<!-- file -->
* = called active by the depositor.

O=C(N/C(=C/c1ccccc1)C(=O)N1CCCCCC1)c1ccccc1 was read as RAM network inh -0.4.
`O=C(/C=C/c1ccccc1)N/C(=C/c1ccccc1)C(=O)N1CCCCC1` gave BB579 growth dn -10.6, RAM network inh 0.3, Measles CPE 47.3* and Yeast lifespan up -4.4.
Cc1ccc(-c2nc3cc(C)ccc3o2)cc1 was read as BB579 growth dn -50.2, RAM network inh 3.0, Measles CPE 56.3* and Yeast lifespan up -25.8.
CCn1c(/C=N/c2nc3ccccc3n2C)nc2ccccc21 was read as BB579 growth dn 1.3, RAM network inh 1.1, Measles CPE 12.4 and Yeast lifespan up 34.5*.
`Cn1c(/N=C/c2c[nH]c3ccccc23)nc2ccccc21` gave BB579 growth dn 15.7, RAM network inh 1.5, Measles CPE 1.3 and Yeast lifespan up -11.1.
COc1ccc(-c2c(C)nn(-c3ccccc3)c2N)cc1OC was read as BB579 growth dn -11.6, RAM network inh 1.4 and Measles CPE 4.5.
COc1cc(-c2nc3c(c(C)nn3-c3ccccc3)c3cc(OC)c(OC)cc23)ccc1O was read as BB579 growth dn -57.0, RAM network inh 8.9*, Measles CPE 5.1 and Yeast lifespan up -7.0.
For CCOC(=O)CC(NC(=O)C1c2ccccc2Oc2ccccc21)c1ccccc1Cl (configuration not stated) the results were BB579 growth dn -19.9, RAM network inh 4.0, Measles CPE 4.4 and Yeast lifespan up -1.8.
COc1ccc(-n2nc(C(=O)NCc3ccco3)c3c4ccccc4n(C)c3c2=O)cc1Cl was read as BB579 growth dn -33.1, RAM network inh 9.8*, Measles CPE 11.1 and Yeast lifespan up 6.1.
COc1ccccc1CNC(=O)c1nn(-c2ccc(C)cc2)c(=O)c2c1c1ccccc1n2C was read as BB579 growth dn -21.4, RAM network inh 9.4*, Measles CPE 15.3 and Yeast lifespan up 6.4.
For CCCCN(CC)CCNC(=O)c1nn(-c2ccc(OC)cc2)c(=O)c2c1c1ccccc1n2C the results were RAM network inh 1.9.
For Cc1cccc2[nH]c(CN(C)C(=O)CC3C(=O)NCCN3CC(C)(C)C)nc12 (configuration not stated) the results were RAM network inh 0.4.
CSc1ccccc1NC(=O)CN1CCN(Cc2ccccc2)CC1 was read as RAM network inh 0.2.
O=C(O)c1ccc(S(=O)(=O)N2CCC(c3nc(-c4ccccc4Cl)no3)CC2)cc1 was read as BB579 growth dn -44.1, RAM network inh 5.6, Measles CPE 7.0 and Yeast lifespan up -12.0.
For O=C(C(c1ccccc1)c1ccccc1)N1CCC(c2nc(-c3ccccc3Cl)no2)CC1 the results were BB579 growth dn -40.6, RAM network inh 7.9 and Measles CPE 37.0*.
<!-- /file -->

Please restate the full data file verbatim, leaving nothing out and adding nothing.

* = called active by the depositor.

O=C(N/C(=C/c1ccccc1)C(=O)N1CCCCCC1)c1ccccc1 was read as RAM network inh -0.4.
`O=C(/C=C/c1ccccc1)N/C(=C/c1ccccc1)C(=O)N1CCCCC1` gave BB579 growth dn -10.6, RAM network inh 0.3, Measles CPE 47.3* and Yeast lifespan up -4.4.
Cc1ccc(-c2nc3cc(C)ccc3o2)cc1 was read as BB579 growth dn -50.2, RAM network inh 3.0, Measles CPE 56.3* and Yeast lifespan up -25.8.
CCn1c(/C=N/c2nc3ccccc3n2C)nc2ccccc21 was read as BB579 growth dn 1.3, RAM network inh 1.1, Measles CPE 12.4 and Yeast lifespan up 34.5*.
`Cn1c(/N=C/c2c[nH]c3ccccc23)nc2ccccc21` gave BB579 growth dn 15.7, RAM network inh 1.5, Measles CPE 1.3 and Yeast lifespan up -11.1.
COc1ccc(-c2c(C)nn(-c3ccccc3)c2N)cc1OC was read as BB579 growth dn -11.6, RAM network inh 1.4 and Measles CPE 4.5.
COc1cc(-c2nc3c(c(C)nn3-c3ccccc3)c3cc(OC)c(OC)cc23)ccc1O was read as BB579 growth dn -57.0, RAM network inh 8.9*, Measles CPE 5.1 and Yeast lifespan up -7.0.
For CCOC(=O)CC(NC(=O)C1c2ccccc2Oc2ccccc21)c1ccccc1Cl (configuration not stated) the results were BB579 growth dn -19.9, RAM network inh 4.0, Measles CPE 4.4 and Yeast lifespan up -1.8.
COc1ccc(-n2nc(C(=O)NCc3ccco3)c3c4ccccc4n(C)c3c2=O)cc1Cl was read as BB579 growth dn -33.1, RAM network inh 9.8*, Measles CPE 11.1 and Yeast lifespan up 6.1.
COc1ccccc1CNC(=O)c1nn(-c2ccc(C)cc2)c(=O)c2c1c1ccccc1n2C was read as BB579 growth dn -21.4, RAM network inh 9.4*, Measles CPE 15.3 and Yeast lifespan up 6.4.
For CCCCN(CC)CCNC(=O)c1nn(-c2ccc(OC)cc2)c(=O)c2c1c1ccccc1n2C the results were RAM network inh 1.9.
For Cc1cccc2[nH]c(CN(C)C(=O)CC3C(=O)NCCN3CC(C)(C)C)nc12 (configuration not stated) the results were RAM network inh 0.4.
CSc1ccccc1NC(=O)CN1CCN(Cc2ccccc2)CC1 was read as RAM network inh 0.2.
O=C(O)c1ccc(S(=O)(=O)N2CCC(c3nc(-c4ccccc4Cl)no3)CC2)cc1 was read as BB579 growth dn -44.1, RAM network inh 5.6, Measles CPE 7.0 and Yeast lifespan up -12.0.
For O=C(C(c1ccccc1)c1ccccc1)N1CCC(c2nc(-c3ccccc3Cl)no2)CC1 the results were BB579 growth dn -40.6, RAM network inh 7.9 and Measles CPE 37.0*.